Answer by Justin Freeman, retired cop:
This one’s a tangled mess of legal and practical issues. If you want simplistic speculation or out of context sound bites, there are thousands of Twitter accounts ready to fill this void in your life; otherwise, bear with me.
- The units going door-to-door weren’t the type you say no to. They didn’t have neighborhood cops tap-tap-tapping on screen doors: Search teams were composed largely of SWAT units in full tactical gear.
- There were myriad unspoken pressures to consent to sweeps. Communication from SWAT squads would have been resolute, to say the least. There weren’t any episodes of, “Hey, uh, would you care if we came in your house and looked around?” Besides that, it’s very unlikely anybody in that area wanted to be an impediment to progress in the search. If something goes bad later, and your neighbors find out you had been haranguing federal agents on your front stoop, to quote a certain ski instructor, you’re gonna have a bad time.
- Objections would be swiftly met with assurances of scope. I ran into this on occasion. When I was a rookie, a situation arose in which we needed to clear a residence for some reason, and the shifty dude at the front door started balking at letting us come in. It was gray as far as emergency warrant exceptions went, so my street-wise backup officer said something along the lines of, “Listen, pal, all we want to do is make sure this guy’s not in there. We don’t have time to f— around with your misdemeanor weed and paraphernalia tonight, so if you don’t have our guy or a dead body in there, we’re pretty much gonna bid you a nice evening and be on our way.” The guy considered for a beat, then cleared the way. We swept the residence, hat-tipped him on our way out, and went on to the next door. I’m positive objections would have been met with something similar, though perhaps with less patience.
Now, I don’t know what the legal framework was behind the door-to-door canvass, or how exactly outright refusals would have been (or were) processed. I’m sure they had legal counsel close at hand throughout the duration of the event. That said, here are some considerations:
- Remember, residences were entered to sweep, not to search. There is a significant legal difference. As an officer, if I had suspicion that someone was hiding in a residence that I had gained lawful entry into, I could conduct a sweep to ensure I wouldn’t be ambushed by a hidden subject. However, the scope of this sweep was limited to looking for a person, and limited to areas in which a person could reasonably be expected to hide. Thus, I could look in closets and under beds, but not in nightstand drawers or medicine cabinets. What canvassing units were doing during the lockdown was a sweep, not a search; how this distinction relates to Fourth Amendment issues is a bridge too far as far as my expertise goes. I’ll defer to more competent legal minds there. However, I will note that, despite varying legal opinions here, it’s likely ensuring a terrorist wasn’t passed over and allowed to get behind perimeter lines would be considered “reasonable” by many interpreters of law (definitely not all, though, hence the controversy). This would be less a matter of “throwing the law aside” and more one of operating based on exceptions which have withstood judicial and other scrutinies over time.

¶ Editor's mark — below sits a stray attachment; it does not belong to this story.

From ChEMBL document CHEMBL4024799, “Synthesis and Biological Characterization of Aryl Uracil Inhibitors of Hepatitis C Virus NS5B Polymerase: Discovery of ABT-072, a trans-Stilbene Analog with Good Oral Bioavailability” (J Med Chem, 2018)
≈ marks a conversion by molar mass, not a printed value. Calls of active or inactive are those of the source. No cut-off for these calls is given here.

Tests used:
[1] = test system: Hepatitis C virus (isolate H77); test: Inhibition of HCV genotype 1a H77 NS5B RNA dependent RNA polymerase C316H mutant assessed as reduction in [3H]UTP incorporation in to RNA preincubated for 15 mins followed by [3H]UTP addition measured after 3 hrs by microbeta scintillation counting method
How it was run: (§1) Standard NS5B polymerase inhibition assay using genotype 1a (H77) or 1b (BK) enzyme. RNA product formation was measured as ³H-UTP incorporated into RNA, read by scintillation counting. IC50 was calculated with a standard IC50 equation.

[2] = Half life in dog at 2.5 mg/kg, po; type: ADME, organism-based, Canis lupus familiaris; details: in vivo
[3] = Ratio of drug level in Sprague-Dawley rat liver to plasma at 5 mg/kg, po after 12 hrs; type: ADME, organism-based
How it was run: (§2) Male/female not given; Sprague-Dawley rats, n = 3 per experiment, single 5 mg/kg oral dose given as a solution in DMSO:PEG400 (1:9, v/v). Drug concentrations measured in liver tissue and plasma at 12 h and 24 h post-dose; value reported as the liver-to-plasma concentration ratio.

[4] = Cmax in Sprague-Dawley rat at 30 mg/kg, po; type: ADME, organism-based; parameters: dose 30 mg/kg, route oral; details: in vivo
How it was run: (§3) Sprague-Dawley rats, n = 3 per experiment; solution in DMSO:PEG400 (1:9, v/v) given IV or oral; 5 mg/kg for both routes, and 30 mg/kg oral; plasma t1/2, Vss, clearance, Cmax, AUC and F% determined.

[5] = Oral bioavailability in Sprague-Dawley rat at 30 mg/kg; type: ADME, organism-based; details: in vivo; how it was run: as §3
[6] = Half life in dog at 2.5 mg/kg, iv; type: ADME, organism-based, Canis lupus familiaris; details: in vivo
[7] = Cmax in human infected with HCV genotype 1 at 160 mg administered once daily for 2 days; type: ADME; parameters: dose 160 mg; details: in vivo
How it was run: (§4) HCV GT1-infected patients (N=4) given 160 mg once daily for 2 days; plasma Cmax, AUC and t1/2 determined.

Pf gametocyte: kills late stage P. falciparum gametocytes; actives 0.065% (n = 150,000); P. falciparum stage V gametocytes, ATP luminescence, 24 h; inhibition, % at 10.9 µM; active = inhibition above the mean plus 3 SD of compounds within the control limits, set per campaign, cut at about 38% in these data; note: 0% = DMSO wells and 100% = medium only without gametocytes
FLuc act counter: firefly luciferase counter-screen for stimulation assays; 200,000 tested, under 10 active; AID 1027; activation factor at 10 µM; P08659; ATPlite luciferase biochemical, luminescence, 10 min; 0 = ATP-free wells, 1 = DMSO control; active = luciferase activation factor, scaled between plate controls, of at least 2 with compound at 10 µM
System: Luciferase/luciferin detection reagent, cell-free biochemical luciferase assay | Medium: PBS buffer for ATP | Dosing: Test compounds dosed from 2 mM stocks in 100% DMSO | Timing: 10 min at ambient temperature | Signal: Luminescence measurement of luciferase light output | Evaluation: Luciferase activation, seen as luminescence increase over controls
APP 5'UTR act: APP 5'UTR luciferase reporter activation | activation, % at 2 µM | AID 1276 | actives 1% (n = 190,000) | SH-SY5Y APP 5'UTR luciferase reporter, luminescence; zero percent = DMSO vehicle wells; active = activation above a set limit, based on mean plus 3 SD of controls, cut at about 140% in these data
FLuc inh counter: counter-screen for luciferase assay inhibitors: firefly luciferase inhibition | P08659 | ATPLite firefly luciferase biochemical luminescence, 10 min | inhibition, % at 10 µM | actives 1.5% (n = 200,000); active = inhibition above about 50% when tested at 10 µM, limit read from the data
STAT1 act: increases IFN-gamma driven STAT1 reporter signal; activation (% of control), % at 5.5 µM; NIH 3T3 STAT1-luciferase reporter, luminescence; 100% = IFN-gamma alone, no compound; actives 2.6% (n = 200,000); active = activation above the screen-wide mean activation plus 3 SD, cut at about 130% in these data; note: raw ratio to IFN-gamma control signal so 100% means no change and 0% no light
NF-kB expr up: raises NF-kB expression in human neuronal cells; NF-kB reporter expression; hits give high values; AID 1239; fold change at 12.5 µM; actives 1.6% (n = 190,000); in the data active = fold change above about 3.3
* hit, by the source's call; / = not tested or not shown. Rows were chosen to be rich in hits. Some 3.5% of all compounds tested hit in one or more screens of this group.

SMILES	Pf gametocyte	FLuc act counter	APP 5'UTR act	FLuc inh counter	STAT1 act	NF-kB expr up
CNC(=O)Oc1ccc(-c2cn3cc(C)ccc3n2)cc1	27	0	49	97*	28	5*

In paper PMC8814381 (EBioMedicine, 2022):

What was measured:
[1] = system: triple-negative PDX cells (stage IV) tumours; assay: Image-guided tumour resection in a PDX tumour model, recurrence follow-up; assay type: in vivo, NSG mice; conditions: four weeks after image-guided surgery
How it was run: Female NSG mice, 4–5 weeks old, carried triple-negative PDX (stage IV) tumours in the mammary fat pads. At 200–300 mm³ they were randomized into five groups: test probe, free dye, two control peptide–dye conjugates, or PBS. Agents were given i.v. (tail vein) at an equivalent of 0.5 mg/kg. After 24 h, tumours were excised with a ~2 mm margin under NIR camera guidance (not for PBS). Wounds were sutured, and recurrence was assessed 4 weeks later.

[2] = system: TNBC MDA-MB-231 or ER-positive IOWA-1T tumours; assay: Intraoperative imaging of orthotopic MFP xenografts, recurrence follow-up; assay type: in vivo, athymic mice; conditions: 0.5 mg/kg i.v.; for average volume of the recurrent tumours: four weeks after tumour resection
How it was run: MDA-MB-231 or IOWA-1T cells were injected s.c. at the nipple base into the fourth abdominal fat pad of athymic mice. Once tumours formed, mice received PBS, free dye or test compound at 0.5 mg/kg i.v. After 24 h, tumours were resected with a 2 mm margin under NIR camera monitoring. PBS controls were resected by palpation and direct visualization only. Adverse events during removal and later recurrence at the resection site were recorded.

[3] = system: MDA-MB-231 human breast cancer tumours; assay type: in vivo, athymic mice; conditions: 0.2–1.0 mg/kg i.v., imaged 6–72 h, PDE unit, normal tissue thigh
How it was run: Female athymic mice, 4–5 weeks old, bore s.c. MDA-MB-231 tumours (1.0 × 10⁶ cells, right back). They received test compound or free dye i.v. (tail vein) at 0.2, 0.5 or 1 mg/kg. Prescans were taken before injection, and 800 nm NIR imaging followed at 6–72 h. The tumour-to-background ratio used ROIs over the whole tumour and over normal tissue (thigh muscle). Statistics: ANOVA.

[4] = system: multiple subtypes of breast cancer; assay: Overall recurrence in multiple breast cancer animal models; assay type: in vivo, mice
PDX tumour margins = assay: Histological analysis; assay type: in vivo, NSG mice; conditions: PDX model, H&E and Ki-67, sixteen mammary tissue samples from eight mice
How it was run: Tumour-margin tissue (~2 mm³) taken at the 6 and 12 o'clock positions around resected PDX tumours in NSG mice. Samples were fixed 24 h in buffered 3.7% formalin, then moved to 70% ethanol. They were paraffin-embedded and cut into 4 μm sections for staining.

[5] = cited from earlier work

- If warrants were deemed required, they could be had quickly. I was first on scene to a grisly three-car accident instigated by a drunk driver. Our point DWI officer attempted to get a breath sample from him on scene, but he had prior DWI convictions and refused. The DWI officer said, “That’s fine, pal. I’ll have a needle in your arm within the hour.” Officer calls a prosecutor at home, who prints a boilerplate blood warrant in his home office while the officer whisks himself to the prosecutor’s house. While he’s coming, prosecutor calls the on-call circuit judge and asks if they can get a warrant signed for an emergency DWI blood draw. Having gotten a green light, officer picks prosecutor up and heads to the judge’s house with completed form warrant in hand. Judge signs the warrant on his front porch, and officer is off to the hospital. With the warrant, hospital staff has legal clearance to draw blood specifically for the criminal investigation, and they do so. Time from breath-test refusal on the accident scene to venipuncture at the hospital? All of 42 minutes. If the FBI’s legal counsel deemed it necessary to secure a warrant in the wake of entry refusals, they could have them in a fraction of this time.
I’ve looked for indications in many different quarters online as to whether anyone in the affected area actually refused a search; I can’t find any. Some general conspiracy theories, some commentary on civil liberties erosion, but no mentions I can find of attempts to decline entry. Thus, any conjecture here or elsewhere may remain purely theory, as I doubt you’d get an answer from the command detail that wasn’t mealy-mouthed and spun to the point of dizziness.
More questions on law enforcement and the police:
- What equipment is in an average U.S. police car?
- What does a police officer do in a typical work day?
- How is a manhunt coordinated?